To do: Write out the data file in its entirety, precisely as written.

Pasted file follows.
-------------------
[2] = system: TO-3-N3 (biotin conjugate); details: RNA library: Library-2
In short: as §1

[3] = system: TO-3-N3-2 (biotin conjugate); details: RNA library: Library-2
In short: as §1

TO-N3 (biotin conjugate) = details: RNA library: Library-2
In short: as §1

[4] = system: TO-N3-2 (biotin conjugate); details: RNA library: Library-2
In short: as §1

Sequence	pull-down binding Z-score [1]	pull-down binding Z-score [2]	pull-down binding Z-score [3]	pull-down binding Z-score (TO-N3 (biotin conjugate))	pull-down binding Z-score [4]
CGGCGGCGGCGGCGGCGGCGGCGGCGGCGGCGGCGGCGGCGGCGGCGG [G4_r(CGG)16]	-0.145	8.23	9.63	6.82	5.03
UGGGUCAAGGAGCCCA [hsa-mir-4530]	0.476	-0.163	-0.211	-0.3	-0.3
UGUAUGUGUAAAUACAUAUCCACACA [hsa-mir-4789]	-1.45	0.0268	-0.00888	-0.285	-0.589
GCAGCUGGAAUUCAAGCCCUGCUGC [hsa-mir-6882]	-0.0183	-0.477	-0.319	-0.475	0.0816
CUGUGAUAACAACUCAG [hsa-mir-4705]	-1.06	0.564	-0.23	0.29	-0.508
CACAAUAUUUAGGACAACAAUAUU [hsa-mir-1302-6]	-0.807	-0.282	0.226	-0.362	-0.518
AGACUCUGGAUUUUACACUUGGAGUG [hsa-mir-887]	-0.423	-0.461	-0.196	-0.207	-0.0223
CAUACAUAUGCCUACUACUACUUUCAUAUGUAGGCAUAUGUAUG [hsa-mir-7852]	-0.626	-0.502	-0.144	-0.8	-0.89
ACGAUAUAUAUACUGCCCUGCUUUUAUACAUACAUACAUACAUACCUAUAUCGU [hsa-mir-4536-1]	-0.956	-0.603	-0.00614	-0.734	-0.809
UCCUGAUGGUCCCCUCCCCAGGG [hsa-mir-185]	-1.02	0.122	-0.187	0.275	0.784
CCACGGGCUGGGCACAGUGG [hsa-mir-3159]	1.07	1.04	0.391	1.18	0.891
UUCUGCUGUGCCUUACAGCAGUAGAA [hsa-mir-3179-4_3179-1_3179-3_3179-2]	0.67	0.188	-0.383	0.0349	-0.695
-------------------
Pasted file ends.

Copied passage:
[2] = system: TO-3-N3 (biotin conjugate); details: RNA library: Library-2
In short: as §1

[3] = system: TO-3-N3-2 (biotin conjugate); details: RNA library: Library-2
In short: as §1

TO-N3 (biotin conjugate) = details: RNA library: Library-2
In short: as §1

[4] = system: TO-N3-2 (biotin conjugate); details: RNA library: Library-2
In short: as §1

Sequence	pull-down binding Z-score [1]	pull-down binding Z-score [2]	pull-down binding Z-score [3]	pull-down binding Z-score (TO-N3 (biotin conjugate))	pull-down binding Z-score [4]
CGGCGGCGGCGGCGGCGGCGGCGGCGGCGGCGGCGGCGGCGGCGGCGG [G4_r(CGG)16]	-0.145	8.23	9.63	6.82	5.03
UGGGUCAAGGAGCCCA [hsa-mir-4530]	0.476	-0.163	-0.211	-0.3	-0.3
UGUAUGUGUAAAUACAUAUCCACACA [hsa-mir-4789]	-1.45	0.0268	-0.00888	-0.285	-0.589
GCAGCUGGAAUUCAAGCCCUGCUGC [hsa-mir-6882]	-0.0183	-0.477	-0.319	-0.475	0.0816
CUGUGAUAACAACUCAG [hsa-mir-4705]	-1.06	0.564	-0.23	0.29	-0.508
CACAAUAUUUAGGACAACAAUAUU [hsa-mir-1302-6]	-0.807	-0.282	0.226	-0.362	-0.518
AGACUCUGGAUUUUACACUUGGAGUG [hsa-mir-887]	-0.423	-0.461	-0.196	-0.207	-0.0223
CAUACAUAUGCCUACUACUACUUUCAUAUGUAGGCAUAUGUAUG [hsa-mir-7852]	-0.626	-0.502	-0.144	-0.8	-0.89
ACGAUAUAUAUACUGCCCUGCUUUUAUACAUACAUACAUACAUACCUAUAUCGU [hsa-mir-4536-1]	-0.956	-0.603	-0.00614	-0.734	-0.809
UCCUGAUGGUCCCCUCCCCAGGG [hsa-mir-185]	-1.02	0.122	-0.187	0.275	0.784
CCACGGGCUGGGCACAGUGG [hsa-mir-3159]	1.07	1.04	0.391	1.18	0.891
UUCUGCUGUGCCUUACAGCAGUAGAA [hsa-mir-3179-4_3179-1_3179-3_3179-2]	0.67	0.188	-0.383	0.0349	-0.695